Today, Pahala is one of the famous locations for the Rasgulla, Chhena Poda and Chhena Gaja, all of them being chhena based sweets. It is also one of the largest manufacturing hubs of the Rasgulla in the state of Odisha. There could be many locations elsewhere in Odisha where you can get better quality and taste, but if you want to experience tradition, you have to visit Pahala and try out a Rasgulla and Chhenna poda, which is considered to be the iconic dessert of Odisha.



And in case you are wondering about the Rosogola of West Bengal, it is indeed different from the one made and consumed in Odisha, but it was brought to West Bengal and Bengali families in Odisha through Odia cooks and it then went on to re-innovate itself under the able guidance of Nobin Chandra Das, a Kolkata based confectioner. Now, that the history bit is all clear, lets get to matter at hand and relish these amazing desserts. An absolute must experience on your next holiday to Odisha or a trip to Bhubaneshwar, Cuttack or Puri.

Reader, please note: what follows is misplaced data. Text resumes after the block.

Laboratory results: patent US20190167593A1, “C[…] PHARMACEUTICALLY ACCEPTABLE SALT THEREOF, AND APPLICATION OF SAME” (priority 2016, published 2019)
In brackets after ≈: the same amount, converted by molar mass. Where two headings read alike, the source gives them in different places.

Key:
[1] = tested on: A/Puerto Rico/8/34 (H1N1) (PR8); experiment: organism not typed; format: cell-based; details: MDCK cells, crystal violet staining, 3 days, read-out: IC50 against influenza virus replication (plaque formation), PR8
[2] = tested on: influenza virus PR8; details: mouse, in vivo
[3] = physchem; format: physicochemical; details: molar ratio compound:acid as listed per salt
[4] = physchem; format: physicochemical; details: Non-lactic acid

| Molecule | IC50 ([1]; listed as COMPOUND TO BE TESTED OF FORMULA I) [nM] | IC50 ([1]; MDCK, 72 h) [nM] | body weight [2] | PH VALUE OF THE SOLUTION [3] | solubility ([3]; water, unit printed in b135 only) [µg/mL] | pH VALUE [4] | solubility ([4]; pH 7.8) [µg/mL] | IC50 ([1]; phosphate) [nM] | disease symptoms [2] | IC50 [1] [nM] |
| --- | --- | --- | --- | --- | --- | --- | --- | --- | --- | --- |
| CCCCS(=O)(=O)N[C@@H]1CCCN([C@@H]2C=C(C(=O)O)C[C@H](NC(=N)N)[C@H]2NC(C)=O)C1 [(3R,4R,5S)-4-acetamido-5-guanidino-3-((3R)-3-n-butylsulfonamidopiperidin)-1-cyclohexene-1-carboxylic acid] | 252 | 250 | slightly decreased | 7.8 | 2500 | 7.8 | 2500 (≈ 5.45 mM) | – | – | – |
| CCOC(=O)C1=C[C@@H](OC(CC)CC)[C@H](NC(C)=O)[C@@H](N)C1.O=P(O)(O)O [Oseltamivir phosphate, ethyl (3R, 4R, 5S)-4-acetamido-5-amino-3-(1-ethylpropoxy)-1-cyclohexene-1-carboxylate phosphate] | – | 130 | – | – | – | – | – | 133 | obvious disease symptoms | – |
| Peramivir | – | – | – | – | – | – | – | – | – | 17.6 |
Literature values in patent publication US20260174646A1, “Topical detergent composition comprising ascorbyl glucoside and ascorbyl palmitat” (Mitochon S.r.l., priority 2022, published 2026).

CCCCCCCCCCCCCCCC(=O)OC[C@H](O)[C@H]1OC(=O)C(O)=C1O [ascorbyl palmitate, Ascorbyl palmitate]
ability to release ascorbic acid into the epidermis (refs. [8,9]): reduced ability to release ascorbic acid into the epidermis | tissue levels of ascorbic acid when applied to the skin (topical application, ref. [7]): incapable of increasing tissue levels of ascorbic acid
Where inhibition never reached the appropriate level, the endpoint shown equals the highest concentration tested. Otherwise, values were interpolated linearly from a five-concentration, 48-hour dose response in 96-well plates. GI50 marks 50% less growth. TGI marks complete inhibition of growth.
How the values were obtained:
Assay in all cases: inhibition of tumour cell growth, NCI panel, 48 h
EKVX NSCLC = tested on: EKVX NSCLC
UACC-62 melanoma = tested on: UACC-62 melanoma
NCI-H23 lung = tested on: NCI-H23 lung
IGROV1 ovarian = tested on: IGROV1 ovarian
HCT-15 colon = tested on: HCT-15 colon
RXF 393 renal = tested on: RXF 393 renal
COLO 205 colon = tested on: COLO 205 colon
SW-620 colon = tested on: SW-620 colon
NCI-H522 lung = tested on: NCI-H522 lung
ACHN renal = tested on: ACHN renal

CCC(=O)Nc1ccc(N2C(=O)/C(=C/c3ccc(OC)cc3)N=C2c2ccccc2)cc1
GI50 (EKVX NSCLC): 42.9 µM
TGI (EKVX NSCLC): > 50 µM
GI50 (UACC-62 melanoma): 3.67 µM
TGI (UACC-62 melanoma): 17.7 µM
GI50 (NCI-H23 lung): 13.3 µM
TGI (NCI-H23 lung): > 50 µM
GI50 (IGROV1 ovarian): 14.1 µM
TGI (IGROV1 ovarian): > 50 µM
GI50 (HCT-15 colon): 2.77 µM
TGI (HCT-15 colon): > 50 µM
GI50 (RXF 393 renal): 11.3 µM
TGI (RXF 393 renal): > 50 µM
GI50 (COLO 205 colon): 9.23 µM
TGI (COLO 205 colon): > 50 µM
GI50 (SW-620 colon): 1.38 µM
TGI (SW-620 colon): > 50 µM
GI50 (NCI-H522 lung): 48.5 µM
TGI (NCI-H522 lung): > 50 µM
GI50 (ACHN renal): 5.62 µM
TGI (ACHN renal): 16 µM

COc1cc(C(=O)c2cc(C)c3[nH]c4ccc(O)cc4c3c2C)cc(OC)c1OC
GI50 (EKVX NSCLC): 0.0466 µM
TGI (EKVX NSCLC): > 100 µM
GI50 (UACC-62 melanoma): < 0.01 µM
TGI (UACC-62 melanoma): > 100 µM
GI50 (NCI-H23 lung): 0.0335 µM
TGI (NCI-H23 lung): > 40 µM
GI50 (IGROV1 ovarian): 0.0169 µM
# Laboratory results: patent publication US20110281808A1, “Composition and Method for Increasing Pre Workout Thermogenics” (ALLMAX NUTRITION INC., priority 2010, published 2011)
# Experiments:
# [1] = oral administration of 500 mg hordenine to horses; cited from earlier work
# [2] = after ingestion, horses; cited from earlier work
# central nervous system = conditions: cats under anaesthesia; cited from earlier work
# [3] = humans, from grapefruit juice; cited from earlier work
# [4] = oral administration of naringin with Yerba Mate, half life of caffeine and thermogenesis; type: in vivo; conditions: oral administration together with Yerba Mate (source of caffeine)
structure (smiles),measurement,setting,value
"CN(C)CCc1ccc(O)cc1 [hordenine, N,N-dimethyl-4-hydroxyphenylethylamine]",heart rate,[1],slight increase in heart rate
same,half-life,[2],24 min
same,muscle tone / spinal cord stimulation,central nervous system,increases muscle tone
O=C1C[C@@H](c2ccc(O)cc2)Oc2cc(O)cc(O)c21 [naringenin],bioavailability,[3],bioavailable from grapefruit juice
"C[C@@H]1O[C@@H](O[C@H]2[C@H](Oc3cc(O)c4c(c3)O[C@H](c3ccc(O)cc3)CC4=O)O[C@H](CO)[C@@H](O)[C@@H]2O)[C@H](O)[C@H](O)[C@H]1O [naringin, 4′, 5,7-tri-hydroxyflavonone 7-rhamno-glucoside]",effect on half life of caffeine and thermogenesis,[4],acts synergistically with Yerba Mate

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Monday, February 18, 2019

Unexplored Heritage of India: A Odisha Photo Story

Rich Culture of Odisha through its Sand Art

We all know about the rich heritage of India that dates back many thousands of years. While there are many popular heritage destinations strewn all across the country, there are some lesser known ones too. I like to point your attention to the state of Odisha that has many such unexplored heritage gems. From some of India’s oldest cave temples to shadow puppetry, from ancient Buddhist sites to 2500 year old art forms, from some of the most intricate temple architecture to some of the oldest maritime trade centers and from beautiful sand art to some of the most graceful dances, Odisha seems to have it all. This photo story aims at bring these unexplored heritage gems to light. Thank you Odisha Tourism and Times Passion Trails for letting me experience them up close and in real.

Do plan a holiday to Odisha, India’s best kept secret, if this article piques your interest!

Above photo: Odisha is the home of world renowned sand artist and Padma Shri awardee Sudarsan Pattnaik who has represented India in over 60 international sand sculpture championships. Hailing from poor family and with the blessings of Lord Jagannath, it was at Puri beach that Mr. Sudarsan Pattnaik honed his art. If you happen to be in Puri, do visit his Sudarsan Sand Art Institute.